Thursday, February 11, 2010

The Future of Australian Cinema

It has come to my attention that the business focus of large income, franchise cinemas in Australia has taken a very disturbing turn. We find ourselves in a capitalist world where the primary goal is to generate and increase revenue, and heavily promote the consumption of food and beverage items to further enhance the overall cinema experience. It is true that most people are dumb enough to fall into this trap and overindulge all for the benefit of sitting in recliners in a relaxing theatre and then having to survive an awful film like Transformers 2. The goal of going to the cinemas, it seems, is not about appreciating art, or the experience of viewing a great film, but to consume as much as possible. Why do we require all these items to enjoy a film? Can we use it as a distraction? Wow, this film sucks, hey at least we got to have a beer and a sundae.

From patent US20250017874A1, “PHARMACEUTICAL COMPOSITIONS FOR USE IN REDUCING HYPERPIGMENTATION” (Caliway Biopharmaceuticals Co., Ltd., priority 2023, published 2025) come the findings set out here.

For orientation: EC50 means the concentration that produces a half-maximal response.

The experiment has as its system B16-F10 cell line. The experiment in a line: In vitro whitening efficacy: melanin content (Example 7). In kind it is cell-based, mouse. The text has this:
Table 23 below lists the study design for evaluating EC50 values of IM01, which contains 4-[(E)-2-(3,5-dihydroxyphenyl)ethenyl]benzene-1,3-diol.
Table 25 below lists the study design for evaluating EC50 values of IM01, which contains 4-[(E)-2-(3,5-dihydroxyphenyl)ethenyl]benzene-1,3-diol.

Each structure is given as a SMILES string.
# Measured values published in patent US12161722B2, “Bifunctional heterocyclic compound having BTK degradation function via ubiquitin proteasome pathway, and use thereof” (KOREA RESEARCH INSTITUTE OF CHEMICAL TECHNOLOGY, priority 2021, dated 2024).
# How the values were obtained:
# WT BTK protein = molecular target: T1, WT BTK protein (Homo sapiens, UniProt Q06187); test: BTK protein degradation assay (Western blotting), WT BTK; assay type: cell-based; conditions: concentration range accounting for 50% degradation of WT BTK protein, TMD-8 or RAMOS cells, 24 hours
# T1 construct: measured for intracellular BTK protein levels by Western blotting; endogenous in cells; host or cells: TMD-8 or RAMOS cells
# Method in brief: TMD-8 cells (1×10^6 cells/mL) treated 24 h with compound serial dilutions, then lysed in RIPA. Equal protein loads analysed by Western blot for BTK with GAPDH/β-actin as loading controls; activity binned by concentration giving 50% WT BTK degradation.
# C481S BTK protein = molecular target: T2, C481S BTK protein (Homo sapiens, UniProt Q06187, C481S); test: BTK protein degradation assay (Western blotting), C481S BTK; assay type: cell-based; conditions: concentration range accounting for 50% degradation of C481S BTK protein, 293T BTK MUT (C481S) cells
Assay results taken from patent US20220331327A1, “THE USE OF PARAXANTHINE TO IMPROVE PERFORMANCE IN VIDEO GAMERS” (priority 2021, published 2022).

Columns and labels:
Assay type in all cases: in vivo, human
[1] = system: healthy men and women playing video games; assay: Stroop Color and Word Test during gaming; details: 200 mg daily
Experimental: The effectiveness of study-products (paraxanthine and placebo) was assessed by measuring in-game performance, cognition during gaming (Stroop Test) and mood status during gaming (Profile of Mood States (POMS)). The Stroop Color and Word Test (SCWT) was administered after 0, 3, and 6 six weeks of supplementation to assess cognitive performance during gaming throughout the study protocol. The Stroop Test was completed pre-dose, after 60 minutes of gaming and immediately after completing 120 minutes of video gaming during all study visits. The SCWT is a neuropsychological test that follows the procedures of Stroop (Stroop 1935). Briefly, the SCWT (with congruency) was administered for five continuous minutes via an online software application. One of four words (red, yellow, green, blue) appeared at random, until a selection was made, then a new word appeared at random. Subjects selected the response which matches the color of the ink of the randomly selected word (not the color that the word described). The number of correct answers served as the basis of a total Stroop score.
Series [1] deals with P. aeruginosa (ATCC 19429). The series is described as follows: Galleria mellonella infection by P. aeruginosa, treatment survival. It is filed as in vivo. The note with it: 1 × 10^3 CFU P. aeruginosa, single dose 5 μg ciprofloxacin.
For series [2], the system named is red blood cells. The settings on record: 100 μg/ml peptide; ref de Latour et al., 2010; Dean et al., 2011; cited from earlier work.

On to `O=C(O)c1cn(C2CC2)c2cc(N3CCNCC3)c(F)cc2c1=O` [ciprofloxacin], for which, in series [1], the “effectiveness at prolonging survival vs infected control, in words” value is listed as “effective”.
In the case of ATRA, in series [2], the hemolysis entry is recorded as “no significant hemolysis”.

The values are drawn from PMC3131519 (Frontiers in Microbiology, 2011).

To take a look at the quality of films being shown at a prominent city cinema, we rarely see anything beyond the mainstream, wide distribution, blockbuster crap. An idea has been thrown around between myself and few of my close colleagues, which suggests that we make one of the cinemas the home of all the independent films normally snubbed by large cinema franchises. We can play 2 to 3 films for a couple of sessions a day, for up to three weeks depending on their popularity and the revenue they bring. The five nominated Razzie films; Transformers 2, Land of the Lost, GI Joe, All About Steve and Old Dogs, all received lengthy time at Event Cinemas and Hoyts, while only half of the ten Best Picture nominees have currently been shown in these cinemas. This is a very disturbing observation. But will the cinema become obsolete within 10 years? With an ever increasing number of people choosing to download films from the net rather than spend the money to see a film on the big screen, it spells doom for the Australian cinema industry.

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